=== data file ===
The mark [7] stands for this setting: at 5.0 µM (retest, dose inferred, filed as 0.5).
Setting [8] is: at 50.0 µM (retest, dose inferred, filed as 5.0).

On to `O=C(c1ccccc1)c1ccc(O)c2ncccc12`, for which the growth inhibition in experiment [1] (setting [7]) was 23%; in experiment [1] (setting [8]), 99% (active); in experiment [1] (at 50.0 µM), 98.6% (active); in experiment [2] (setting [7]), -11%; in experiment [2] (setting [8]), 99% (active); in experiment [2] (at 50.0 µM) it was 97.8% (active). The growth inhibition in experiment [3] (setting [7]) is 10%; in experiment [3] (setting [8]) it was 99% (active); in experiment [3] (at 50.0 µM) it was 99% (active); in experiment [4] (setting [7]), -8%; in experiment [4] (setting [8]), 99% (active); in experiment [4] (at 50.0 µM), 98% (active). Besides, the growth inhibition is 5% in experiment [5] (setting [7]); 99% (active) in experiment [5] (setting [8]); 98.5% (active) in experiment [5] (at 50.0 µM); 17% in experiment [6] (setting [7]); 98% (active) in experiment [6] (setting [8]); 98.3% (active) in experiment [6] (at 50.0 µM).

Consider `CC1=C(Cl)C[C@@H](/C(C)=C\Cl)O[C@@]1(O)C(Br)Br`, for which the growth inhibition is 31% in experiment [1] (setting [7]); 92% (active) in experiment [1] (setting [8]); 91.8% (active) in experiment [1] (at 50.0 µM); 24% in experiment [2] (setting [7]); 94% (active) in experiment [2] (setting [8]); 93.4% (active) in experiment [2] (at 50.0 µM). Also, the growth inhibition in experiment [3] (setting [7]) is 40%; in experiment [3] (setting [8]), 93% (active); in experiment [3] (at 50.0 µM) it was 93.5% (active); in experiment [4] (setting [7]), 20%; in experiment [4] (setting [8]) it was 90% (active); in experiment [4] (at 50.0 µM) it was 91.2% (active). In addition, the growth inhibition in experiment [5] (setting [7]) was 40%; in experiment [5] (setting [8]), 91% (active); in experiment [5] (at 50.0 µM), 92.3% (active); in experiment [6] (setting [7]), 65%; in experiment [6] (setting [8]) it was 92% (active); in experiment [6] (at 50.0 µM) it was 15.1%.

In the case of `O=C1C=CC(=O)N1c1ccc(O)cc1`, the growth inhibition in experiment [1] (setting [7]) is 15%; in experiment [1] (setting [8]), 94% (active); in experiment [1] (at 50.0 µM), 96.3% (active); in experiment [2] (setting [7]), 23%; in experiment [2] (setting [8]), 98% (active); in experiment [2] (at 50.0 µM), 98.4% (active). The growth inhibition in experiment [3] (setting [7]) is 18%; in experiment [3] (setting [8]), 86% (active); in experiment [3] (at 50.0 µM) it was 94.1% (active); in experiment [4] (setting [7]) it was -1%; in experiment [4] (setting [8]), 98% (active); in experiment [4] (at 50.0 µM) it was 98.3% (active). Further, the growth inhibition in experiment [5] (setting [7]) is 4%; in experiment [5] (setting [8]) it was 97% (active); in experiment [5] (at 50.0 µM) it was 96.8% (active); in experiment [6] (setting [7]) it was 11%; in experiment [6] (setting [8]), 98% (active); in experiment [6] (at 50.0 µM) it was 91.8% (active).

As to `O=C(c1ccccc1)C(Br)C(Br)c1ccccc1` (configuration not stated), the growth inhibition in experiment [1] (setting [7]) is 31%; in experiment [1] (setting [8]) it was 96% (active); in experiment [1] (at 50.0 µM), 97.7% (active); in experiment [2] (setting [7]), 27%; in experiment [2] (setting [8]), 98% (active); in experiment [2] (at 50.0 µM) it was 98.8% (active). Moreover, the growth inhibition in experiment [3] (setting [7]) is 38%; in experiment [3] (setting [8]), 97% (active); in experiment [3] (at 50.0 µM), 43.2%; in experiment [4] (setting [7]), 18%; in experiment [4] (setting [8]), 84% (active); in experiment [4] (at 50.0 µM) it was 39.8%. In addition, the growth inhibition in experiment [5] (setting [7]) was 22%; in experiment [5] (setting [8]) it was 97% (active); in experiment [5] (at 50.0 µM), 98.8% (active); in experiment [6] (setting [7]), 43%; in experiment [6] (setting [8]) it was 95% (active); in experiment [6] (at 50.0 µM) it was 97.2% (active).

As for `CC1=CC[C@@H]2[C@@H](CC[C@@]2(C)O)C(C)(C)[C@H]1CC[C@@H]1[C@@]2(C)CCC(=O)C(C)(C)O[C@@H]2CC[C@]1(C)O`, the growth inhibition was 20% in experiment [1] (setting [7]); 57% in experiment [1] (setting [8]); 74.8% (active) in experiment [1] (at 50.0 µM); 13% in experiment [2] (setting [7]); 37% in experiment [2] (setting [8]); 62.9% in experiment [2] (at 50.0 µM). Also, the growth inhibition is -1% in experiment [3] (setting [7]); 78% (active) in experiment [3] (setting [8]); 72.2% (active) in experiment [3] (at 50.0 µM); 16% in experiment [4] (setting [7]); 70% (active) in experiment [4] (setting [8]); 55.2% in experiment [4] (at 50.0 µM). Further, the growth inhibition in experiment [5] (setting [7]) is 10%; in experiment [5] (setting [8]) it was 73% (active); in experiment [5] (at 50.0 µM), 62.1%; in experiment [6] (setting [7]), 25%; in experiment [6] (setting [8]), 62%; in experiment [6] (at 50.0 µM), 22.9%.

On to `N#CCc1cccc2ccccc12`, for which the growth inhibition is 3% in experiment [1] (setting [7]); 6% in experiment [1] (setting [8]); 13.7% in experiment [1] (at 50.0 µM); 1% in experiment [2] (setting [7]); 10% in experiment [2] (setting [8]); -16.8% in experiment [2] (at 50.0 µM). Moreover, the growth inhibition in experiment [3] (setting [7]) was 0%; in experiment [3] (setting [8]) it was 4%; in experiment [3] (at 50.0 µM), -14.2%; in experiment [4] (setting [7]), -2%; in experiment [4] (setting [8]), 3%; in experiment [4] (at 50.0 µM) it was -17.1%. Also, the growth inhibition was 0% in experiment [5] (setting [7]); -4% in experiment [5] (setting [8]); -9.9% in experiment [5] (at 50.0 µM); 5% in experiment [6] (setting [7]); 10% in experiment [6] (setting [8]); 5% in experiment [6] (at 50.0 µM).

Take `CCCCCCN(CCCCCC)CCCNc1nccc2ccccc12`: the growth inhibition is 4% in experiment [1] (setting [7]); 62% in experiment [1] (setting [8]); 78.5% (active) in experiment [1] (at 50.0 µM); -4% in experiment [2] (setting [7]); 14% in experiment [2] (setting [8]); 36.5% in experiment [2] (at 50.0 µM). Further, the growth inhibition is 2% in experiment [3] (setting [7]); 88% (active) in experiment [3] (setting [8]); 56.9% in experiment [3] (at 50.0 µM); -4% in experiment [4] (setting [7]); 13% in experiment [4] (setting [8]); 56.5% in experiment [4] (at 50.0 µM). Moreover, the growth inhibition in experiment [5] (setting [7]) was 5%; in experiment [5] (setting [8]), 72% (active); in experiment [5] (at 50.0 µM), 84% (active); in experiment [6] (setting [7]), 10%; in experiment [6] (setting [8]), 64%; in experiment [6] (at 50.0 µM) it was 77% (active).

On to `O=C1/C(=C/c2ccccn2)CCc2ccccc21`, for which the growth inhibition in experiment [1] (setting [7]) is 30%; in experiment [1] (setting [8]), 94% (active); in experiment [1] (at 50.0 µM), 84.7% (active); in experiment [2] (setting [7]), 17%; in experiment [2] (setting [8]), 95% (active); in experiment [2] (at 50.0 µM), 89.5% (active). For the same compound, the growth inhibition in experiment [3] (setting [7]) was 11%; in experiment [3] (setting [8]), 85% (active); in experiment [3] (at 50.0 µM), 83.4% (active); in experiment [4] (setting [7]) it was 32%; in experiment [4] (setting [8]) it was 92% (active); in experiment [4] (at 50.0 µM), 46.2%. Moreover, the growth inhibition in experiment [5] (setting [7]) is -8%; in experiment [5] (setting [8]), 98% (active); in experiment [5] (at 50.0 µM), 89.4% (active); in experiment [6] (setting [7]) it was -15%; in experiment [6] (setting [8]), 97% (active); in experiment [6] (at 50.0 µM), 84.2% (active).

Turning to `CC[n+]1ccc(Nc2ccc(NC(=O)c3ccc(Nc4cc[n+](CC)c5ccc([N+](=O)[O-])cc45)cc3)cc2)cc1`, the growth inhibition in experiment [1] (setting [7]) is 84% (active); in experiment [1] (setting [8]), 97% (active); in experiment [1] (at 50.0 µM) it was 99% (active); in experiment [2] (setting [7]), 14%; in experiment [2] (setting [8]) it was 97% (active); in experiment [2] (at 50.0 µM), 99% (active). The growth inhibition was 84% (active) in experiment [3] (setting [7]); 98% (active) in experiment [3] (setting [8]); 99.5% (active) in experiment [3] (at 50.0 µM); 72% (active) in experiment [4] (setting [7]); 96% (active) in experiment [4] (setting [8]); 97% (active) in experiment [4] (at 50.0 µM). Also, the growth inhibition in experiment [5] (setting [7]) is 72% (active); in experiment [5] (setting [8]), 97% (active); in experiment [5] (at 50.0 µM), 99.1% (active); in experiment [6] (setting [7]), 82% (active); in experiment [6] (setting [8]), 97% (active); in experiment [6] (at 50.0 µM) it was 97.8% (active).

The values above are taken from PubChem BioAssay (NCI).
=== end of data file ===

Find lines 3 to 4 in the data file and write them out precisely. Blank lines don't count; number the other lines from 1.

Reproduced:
On to `O=C(c1ccccc1)c1ccc(O)c2ncccc12`, for which the growth inhibition in experiment [1] (setting [7]) was 23%; in experiment [1] (setting [8]), 99% (active); in experiment [1] (at 50.0 µM), 98.6% (active); in experiment [2] (setting [7]), -11%; in experiment [2] (setting [8]), 99% (active); in experiment [2] (at 50.0 µM) it was 97.8% (active). The growth inhibition in experiment [3] (setting [7]) is 10%; in experiment [3] (setting [8]) it was 99% (active); in experiment [3] (at 50.0 µM) it was 99% (active); in experiment [4] (setting [7]), -8%; in experiment [4] (setting [8]), 99% (active); in experiment [4] (at 50.0 µM), 98% (active). Besides, the growth inhibition is 5% in experiment [5] (setting [7]); 99% (active) in experiment [5] (setting [8]); 98.5% (active) in experiment [5] (at 50.0 µM); 17% in experiment [6] (setting [7]); 98% (active) in experiment [6] (setting [8]); 98.3% (active) in experiment [6] (at 50.0 µM).

Consider `CC1=C(Cl)C[C@@H](/C(C)=C\Cl)O[C@@]1(O)C(Br)Br`, for which the growth inhibition is 31% in experiment [1] (setting [7]); 92% (active) in experiment [1] (setting [8]); 91.8% (active) in experiment [1] (at 50.0 µM); 24% in experiment [2] (setting [7]); 94% (active) in experiment [2] (setting [8]); 93.4% (active) in experiment [2] (at 50.0 µM). Also, the growth inhibition in experiment [3] (setting [7]) is 40%; in experiment [3] (setting [8]), 93% (active); in experiment [3] (at 50.0 µM) it was 93.5% (active); in experiment [4] (setting [7]), 20%; in experiment [4] (setting [8]) it was 90% (active); in experiment [4] (at 50.0 µM) it was 91.2% (active). In addition, the growth inhibition in experiment [5] (setting [7]) was 40%; in experiment [5] (setting [8]), 91% (active); in experiment [5] (at 50.0 µM), 92.3% (active); in experiment [6] (setting [7]), 65%; in experiment [6] (setting [8]) it was 92% (active); in experiment [6] (at 50.0 µM) it was 15.1%.